6. Be generous. Keep in mind that resolving the conflict is more important for the working relationship — and your team’s ultimate success — than “winning” the fight. Persuade those in the conflict to let go of grudges and forgive and forget.

Further Reading:

D. General tips for collaborating with your team

In order to make collaboration a reality, you have to prepare the team both physically and mentally. Some tips:

Make the space conducive to collaboration
Organize an open work area away from your cubicles (if you have them) where team members can meet and work together for the duration of the project. Or have an always-on video conference system in place so that remote team members can be reached any time while they work.
Use tools for sharing
Effective remote collaboration requires the right tools and technology. At the bare minimum you will need a real-time chat tool, a project management/task management tool, a knowledge base tool, and a file sharing tool. Better yet if you have one tool that can do all of the above.
Encourage participation
Stand during meetings: participants will be more alert and less prone to daydream. Line the hallway whiteboards with plans and ideas and ask colleagues to contribute their ideas. Make your wikis public and reward anyone who contributes something new.

Further Reading:

3. Tips for Remote Collaboration and Virtual Meetings

 

Remote collaboration is a very real situation in modern workplaces that needs specialized skills not always available in local settings. But it comes with its own share of challenges. Here are some tips on optimizing your processes for more efficient remote collaboration:

A. Tips on Using a Collaboration Software Tool

Your collaboration software (or project management tool) is the primary means for work to be organized and processed in your team. But if you want it to achieve truly effective teamwork then follow these five tips:

  1. Share proactively
    Put every project into your collaboration tool/project management tool. This way all discussions around work happen in one place. All attachments are there as well. Then get everyone into the habit of sharing what they’re working on.
  2. Create water cooler channels
    Have a section of your tool devoted to non-work-related fun. Whether it’s a folder for animated gifs of kittens, a fantasy football folder, or simply people discussing the latest episode of a TV show – this helps connect people.
  3. Bring people into discussions
    In most collaboration tools, there is a way to @mention colleagues and ask for their feedback. This allows even non-team members to lend their expertise to a team in need.
  4. Share small wins
    Communicate stories of success no matter how small. If it’s a sale that a rep made, or a new product feature developed, tell the entire team and even the company about it.
  5. Balance the load
    You can’t collaborate well if you’re overloaded with work. Use the collaboration tool’s visibility features to ensure the weight of tasks is balanced among your team members.

Further Reading:

B. Tips for Better Virtual Meeting Communication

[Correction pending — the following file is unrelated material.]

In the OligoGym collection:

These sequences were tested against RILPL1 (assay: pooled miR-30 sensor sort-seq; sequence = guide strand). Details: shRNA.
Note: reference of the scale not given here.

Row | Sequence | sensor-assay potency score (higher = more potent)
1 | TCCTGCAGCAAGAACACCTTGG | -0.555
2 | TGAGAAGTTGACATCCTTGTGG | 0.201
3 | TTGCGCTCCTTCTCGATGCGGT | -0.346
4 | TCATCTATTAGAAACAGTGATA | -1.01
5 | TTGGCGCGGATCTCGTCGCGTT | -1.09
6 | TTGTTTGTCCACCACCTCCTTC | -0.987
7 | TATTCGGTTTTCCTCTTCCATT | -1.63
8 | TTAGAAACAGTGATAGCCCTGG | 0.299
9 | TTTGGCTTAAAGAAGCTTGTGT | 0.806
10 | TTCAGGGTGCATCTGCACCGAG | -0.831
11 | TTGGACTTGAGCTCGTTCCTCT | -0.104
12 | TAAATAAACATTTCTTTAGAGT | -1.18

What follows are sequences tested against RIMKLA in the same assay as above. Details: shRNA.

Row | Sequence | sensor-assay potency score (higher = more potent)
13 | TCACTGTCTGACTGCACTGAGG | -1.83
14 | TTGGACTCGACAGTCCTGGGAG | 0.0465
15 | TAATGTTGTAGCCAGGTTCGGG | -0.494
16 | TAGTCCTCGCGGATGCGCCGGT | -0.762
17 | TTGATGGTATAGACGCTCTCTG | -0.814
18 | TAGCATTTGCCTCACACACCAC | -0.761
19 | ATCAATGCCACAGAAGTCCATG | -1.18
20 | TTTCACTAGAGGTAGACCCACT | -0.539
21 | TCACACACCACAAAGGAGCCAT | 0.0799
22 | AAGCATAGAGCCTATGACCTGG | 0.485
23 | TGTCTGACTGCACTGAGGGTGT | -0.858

Yes, it’s more difficult to communicate with people when you’re not face-to-face, but we now have easy access to technology that makes virtual meetings doable. Just make sure you keep up good virtual communication habits:

  • Don’t repeat yourself over and over again
    This happens when people who aren’t listening ask you to repeat the question. To avoid this, make sure you say a person’s name before asking something.
  • Always introduce yourself
    Never assume everyone knows what you sound like or look like. Always tell people who you are. Hopefully others follow suit.
  • Have a backup technology to count on
    Skype might go down. Or Google Hangouts may decide not to work properly. Have a contingency to fall back on.
  • Set proper etiquette in place
    Ask people to mute themselves when not speaking. Have guidelines for your calls or video meetings.

Further Reading:

C. Set Communication Guidelines

The only way a team with remote workers can succeed at its project is to have a system in place that ensures communication. Create guidelines around this system so that new hires hit the ground running and have a reference on how the team does things.

  • Create 3-5 simple principles around team communication. Make these easy to remember and implement. These principles should be the basis of all your team communication.
  • Include rules on data sharing as well as reporting.
  • List several contact persons (specially for large teams) for further questions about the guidelines.
  • Put it all together in a manual or guidebook that the team can reference.

Further Reading:


Without a doubt, collaboration is important — not just for the success of your projects, but for the continued growth of your organization. It’s an essential ingredient for day-to-day project work, but more importantly, it’s the X factor that defines your organization’s culture and attracts the top performers to your company.

Up next: we will give you practical and tactical pointers for managing projects, including such topics as project risk, scope creep, and stakeholder management. Read on.

Love this content? Share it with your friends
or Save as PDF